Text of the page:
Re: MD On Faith

From: Erin (
Date: Sat Oct 30 2004 - 00:53:55 BST

  • Next message: David Buchanan: "RE: MD On Faith"

    Let me do my recap:
    I wasn't clear how you could dismiss things like ESP or let me add another example a high quality dream with the idea that things are not accepted by just saying they are experienced they have to be demonstrated.
    I had given the example of painting vs bare wall because I thought the value of the painting could be experienced but not sure about demonstrated. When it is the painting or the bare wall, I was trying to see whether you could demonstrate whether the painting had quality. Then it turned to comparing which had higher quality.
    Let me use an analogy of another thing that confuses me. I came in on this discussion with the not understanding why people argue there is no value in religion but then thinks Buddhism has value.
    As I already explained I think Buddhism is a religion, and the only explanation of why it isn't has been mu, which hasn't helped clear up my "emprical evidence" that it is.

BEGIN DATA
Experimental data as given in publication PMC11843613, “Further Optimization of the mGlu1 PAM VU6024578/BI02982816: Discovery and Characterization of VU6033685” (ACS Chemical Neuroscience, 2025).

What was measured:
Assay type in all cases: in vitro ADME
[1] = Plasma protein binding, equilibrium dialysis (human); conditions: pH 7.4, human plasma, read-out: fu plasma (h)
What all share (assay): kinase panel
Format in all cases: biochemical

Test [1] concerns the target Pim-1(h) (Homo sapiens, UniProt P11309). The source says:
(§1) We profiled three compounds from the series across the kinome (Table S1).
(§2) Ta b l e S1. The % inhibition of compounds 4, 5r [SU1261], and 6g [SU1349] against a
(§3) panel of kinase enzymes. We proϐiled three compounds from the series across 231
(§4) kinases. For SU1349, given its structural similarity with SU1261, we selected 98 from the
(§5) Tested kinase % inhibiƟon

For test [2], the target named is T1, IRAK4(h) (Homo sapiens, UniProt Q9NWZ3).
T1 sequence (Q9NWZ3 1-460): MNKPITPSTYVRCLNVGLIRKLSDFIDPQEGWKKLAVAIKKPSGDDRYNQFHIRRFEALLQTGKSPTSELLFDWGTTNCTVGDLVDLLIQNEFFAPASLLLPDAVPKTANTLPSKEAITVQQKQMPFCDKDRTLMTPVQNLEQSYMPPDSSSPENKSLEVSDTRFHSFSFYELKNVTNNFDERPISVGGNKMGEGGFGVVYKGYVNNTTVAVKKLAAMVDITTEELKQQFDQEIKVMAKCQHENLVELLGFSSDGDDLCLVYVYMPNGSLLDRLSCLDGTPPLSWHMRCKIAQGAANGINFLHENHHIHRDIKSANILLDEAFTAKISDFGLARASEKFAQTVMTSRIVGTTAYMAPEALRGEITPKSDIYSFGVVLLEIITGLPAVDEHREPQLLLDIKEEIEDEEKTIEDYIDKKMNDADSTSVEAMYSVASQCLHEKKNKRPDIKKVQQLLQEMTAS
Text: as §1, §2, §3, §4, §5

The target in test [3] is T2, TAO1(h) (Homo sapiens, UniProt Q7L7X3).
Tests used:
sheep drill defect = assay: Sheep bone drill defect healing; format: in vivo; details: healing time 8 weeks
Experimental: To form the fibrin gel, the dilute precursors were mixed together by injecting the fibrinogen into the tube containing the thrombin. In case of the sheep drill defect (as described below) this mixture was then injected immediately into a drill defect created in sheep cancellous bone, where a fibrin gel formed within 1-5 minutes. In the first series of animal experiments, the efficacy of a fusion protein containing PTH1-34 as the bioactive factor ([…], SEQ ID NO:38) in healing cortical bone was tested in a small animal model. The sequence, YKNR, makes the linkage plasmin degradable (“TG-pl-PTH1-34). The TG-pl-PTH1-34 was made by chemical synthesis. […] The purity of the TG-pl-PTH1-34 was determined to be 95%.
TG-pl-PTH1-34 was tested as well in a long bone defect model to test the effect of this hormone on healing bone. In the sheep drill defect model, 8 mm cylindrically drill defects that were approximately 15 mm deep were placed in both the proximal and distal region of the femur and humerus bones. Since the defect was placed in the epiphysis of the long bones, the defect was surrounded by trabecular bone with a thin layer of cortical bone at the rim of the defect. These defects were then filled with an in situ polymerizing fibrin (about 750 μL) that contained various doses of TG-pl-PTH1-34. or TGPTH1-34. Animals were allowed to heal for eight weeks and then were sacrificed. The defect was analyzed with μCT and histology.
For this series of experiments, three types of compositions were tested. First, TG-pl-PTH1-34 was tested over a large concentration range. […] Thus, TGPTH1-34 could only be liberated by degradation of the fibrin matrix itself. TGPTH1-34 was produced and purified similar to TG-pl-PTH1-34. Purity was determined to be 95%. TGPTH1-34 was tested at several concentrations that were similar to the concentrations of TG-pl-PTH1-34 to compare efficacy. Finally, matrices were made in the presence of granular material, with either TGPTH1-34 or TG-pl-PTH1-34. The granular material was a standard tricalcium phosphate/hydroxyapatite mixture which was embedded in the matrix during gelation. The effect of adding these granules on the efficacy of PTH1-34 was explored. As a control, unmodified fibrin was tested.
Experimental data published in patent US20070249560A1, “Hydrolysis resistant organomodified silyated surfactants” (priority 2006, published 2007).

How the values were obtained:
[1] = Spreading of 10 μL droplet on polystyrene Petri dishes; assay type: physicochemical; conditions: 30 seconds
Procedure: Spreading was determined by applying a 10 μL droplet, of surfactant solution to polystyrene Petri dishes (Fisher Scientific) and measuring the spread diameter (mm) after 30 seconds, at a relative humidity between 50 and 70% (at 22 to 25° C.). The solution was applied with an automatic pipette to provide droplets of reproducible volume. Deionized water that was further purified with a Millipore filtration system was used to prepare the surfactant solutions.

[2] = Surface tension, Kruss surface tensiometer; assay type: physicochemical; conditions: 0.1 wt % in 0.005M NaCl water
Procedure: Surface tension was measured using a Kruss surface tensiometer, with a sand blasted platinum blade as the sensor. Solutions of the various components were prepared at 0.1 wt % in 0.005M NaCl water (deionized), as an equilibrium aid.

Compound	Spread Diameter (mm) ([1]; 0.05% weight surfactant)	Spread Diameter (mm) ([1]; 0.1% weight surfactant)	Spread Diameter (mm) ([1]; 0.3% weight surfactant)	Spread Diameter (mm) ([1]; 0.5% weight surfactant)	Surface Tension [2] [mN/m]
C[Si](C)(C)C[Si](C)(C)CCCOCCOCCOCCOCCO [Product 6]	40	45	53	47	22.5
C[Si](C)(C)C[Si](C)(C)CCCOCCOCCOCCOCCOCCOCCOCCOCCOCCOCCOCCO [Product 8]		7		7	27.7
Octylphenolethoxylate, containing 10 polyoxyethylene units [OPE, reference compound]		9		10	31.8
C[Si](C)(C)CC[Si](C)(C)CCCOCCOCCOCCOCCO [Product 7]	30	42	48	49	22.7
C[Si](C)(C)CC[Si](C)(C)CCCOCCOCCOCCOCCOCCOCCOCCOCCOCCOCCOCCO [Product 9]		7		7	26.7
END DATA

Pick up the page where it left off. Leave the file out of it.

So hypothetically say the "picture" represents religion and I am trying to demonstrate that religion has value. Then the discussin turns to which "religion" has more value.
    To me a different question--if you accept one religion has value then you accept religion has value.
    I know that exchange between the scientist was just being silly, I was showing why I prefer to use the word experiences rather than empirical evidence (that is how I typically see the word, and so seeing it used so differently just seems to cause confusion and miscommunication with me but again science doesn't own the word so go for it I will just do the mental translation when I see you write it.)

    Mark Steven Heyman <> wrote:
    Hi Erin,

    I don't want to leave you with the impression that I've dismissed
    your question; I'm just not sure what question you are talking about.

    Let me recap: The question of whether or not Quality exists is
    demonstrated affirmative any time any one makes a Quality judgment;
    it doesn't matter whether it's the wall-guy's decision or the
    painting-person's. So I thought that question was settled.

    But then comes the next question: Why do people sometimes disagree
    about the objects in which Quality resides? I suggested that this